4.2.1 Mean Velocity Profiles. Mean streamwise velocity pro-files at various axial locations are compared against the DNS datafor both vessel bisecting planes. In general, the axial velocity pro-files have the same pluglike shape within the stenosis as observedin the axisymmetric model. The effect of the geometric eccentric-ity can be clearly seen from the time-averaged vorticity profiles,shown in Fig. 4. These contours have been reported in the plane

Fig. 1 Grid 3 used for WenoHemo simulations

Fig. 2 Comparison of mean axial velocity profiles for variousgrid sizes considered. Dotted line represents grid 1, Solid linerepresents grid 2, dashed-dotted line represents grid 3. DNSdata is represented by solid dots. The scale represents 5 veloc-ity units (u/Um) for each axial unit (x/D).

Fig. 3 (a) Normalized mean axial velocity profiles (�u=Um)at indicated locations along the axial direction. Solid linescorrespond to WenoHemo simulation, solid dots indicate DNS[9]. Scale represents 1 axial unit (x/D) equals 5 velocityunits ð�u=UmÞ. (b) Contours of normalized vorticity magnitude(j~xjD=Um) on XY-plane at Z 5 0.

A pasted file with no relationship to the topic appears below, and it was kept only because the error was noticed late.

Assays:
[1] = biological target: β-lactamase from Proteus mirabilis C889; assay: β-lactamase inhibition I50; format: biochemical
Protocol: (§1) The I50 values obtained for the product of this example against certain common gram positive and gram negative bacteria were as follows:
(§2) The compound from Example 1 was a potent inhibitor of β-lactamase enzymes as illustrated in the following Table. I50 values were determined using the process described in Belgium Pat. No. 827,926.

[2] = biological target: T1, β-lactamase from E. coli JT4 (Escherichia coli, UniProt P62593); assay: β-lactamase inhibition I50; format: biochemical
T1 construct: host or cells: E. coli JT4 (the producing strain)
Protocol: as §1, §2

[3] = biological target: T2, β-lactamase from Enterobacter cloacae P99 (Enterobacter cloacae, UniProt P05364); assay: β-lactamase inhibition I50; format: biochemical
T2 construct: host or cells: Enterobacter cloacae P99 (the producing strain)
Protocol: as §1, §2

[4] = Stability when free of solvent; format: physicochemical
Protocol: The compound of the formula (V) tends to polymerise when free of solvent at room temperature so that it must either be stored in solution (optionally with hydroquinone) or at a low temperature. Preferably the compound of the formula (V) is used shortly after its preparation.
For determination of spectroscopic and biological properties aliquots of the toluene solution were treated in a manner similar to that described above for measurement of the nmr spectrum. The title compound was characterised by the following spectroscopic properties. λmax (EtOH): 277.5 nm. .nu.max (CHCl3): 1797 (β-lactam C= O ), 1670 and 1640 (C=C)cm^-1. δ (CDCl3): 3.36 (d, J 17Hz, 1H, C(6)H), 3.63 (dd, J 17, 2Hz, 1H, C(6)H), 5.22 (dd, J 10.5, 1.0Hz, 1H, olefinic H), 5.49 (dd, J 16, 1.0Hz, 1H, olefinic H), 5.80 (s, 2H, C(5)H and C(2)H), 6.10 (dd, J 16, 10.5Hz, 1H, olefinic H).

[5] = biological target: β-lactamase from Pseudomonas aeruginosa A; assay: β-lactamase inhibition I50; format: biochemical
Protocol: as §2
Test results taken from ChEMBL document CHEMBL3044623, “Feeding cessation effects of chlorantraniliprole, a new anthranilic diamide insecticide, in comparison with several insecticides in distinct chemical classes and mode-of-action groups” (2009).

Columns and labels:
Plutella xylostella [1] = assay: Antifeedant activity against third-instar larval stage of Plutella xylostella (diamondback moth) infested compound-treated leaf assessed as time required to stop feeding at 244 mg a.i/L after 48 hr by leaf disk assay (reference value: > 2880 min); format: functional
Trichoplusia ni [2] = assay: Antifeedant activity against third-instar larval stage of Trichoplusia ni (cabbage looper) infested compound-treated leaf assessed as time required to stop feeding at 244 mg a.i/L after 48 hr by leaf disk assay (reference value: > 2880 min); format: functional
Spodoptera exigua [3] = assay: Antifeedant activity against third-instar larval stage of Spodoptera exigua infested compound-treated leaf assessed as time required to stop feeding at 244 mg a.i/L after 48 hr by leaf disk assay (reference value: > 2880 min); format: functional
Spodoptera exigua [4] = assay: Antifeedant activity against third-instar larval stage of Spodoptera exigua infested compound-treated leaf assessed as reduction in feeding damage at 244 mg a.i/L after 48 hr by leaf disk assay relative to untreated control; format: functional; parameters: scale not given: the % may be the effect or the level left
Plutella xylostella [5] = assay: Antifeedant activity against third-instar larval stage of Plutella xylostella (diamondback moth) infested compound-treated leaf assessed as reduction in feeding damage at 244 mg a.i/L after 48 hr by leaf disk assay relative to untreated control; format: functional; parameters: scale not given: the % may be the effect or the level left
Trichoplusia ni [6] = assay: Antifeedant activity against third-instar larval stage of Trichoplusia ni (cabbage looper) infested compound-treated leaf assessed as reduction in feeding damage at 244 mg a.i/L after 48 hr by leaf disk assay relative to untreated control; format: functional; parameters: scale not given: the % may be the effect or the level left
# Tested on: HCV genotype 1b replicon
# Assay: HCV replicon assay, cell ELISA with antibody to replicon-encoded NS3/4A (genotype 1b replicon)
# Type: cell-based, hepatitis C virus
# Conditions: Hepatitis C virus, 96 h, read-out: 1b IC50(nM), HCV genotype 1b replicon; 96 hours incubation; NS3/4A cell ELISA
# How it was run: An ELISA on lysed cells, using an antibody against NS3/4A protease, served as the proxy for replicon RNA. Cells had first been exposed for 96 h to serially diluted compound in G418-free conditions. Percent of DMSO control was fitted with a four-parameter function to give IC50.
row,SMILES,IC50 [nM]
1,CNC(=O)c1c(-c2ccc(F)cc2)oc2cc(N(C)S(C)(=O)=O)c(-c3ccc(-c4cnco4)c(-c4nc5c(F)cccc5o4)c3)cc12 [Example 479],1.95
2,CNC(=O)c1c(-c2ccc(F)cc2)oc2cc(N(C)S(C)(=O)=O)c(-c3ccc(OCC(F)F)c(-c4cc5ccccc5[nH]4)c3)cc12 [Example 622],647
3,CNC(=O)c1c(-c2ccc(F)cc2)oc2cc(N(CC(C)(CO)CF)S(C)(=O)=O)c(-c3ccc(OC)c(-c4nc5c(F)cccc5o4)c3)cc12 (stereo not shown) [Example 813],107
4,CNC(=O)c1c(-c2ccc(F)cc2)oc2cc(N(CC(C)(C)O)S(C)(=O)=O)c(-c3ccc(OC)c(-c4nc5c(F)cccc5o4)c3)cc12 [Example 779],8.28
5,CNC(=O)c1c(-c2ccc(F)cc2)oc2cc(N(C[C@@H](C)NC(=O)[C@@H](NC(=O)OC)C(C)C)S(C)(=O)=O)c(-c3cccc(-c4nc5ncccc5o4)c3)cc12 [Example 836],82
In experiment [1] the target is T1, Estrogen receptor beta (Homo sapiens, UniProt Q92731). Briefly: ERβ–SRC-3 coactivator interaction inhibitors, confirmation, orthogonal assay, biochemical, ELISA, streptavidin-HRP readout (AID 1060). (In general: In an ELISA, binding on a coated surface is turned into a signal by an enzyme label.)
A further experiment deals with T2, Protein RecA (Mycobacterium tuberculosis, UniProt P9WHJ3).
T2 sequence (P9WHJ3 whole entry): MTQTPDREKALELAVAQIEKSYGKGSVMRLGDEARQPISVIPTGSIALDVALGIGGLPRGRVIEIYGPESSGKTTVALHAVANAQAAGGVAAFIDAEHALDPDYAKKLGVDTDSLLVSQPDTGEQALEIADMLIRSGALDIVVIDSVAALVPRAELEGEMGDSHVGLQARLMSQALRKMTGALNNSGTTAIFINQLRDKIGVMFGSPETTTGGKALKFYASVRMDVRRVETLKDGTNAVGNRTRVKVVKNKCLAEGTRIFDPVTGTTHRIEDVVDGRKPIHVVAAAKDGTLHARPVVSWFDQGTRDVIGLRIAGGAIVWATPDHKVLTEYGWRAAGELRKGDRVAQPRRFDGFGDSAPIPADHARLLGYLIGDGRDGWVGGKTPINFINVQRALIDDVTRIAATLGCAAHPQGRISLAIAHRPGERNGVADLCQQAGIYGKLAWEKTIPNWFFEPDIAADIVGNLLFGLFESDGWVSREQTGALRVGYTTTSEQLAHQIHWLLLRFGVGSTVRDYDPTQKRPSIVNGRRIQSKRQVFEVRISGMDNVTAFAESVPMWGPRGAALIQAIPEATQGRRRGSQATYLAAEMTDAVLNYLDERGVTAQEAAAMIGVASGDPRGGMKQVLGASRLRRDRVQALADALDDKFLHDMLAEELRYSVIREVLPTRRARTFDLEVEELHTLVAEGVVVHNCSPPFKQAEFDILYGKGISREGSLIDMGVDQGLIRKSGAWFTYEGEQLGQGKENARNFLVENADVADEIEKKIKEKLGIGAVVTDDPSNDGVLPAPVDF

Fig. 4 Contours of normalized vorticity magnitude (j~xjD=Um)on the XZ-plane, at Y 5 0 for DNS and LES simulations asindicated

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of eccentricity (xz-plane) to clearly highlight the biasing of the jettoward the wall due to the geometric perturbation. In the immedi-ate post-stenotic region, the fluid detaches itself from the wall anda recirculation region develops in the direction that is farther fromthe stenosis. The length of the recirculation zone is very large inthe region close to the stenosis. Further downstream, deflection ofthe jet toward the center line is observed, followed by eventualreattachment. DNS predicts a separated region from x=D ¼ 2 tox=D ¼ 10, after which the flow reattaches and assumes a fullydeveloped profile. The constant coefficient Smagorinsky modelgives the best agreement for the mean axial velocity profiles, asseen from Fig. 5(a). In general, the mean velocity profiles show avery good agreement with DNS in both vessel bisectingplanes. The peak velocity values are slightly overpredicted in thexz-plane, compared to the DNS. Velocity profiles in xy-planeshow a corresponding dip in the peak values. The separationregion extends till x=D ¼ 9, with complete reattachment atx=D ¼ 10, similar to DNS. The profiles start assuming a fullydeveloped shape from x=D ¼ 12 and beyond.